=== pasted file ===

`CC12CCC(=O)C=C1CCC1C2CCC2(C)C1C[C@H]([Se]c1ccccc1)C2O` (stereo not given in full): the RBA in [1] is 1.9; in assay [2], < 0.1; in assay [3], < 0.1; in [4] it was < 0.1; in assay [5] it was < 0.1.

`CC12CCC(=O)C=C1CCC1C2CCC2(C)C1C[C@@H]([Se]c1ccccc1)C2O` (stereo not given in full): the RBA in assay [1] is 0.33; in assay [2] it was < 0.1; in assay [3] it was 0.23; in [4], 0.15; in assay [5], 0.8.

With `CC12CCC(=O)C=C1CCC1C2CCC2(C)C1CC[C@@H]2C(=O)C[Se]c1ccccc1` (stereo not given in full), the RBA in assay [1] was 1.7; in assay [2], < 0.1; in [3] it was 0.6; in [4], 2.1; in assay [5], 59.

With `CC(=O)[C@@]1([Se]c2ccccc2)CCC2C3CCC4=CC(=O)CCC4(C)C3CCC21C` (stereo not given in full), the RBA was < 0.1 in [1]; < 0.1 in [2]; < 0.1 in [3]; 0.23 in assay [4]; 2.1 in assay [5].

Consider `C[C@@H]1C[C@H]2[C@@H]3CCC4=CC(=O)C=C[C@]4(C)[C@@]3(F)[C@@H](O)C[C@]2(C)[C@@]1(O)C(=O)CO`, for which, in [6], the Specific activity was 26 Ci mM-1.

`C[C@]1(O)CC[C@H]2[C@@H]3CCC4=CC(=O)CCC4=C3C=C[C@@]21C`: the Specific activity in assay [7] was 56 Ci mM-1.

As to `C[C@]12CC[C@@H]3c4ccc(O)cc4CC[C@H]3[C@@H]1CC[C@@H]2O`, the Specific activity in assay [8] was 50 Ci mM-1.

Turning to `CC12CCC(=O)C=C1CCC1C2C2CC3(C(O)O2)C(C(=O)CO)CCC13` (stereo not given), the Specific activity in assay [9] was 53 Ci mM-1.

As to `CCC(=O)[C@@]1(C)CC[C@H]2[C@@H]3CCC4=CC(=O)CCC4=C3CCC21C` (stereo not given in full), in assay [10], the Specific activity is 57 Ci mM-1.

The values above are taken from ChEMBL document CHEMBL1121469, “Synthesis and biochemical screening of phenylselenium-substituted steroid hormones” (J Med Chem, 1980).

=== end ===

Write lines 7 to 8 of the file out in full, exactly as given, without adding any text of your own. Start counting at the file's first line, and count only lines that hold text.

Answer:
As to `C[C@]12CC[C@@H]3c4ccc(O)cc4CC[C@H]3[C@@H]1CC[C@@H]2O`, the Specific activity in assay [8] was 50 Ci mM-1.

Turning to `CC12CCC(=O)C=C1CCC1C2C2CC3(C(O)O2)C(C(=O)CO)CCC13` (stereo not given), the Specific activity in assay [9] was 53 Ci mM-1.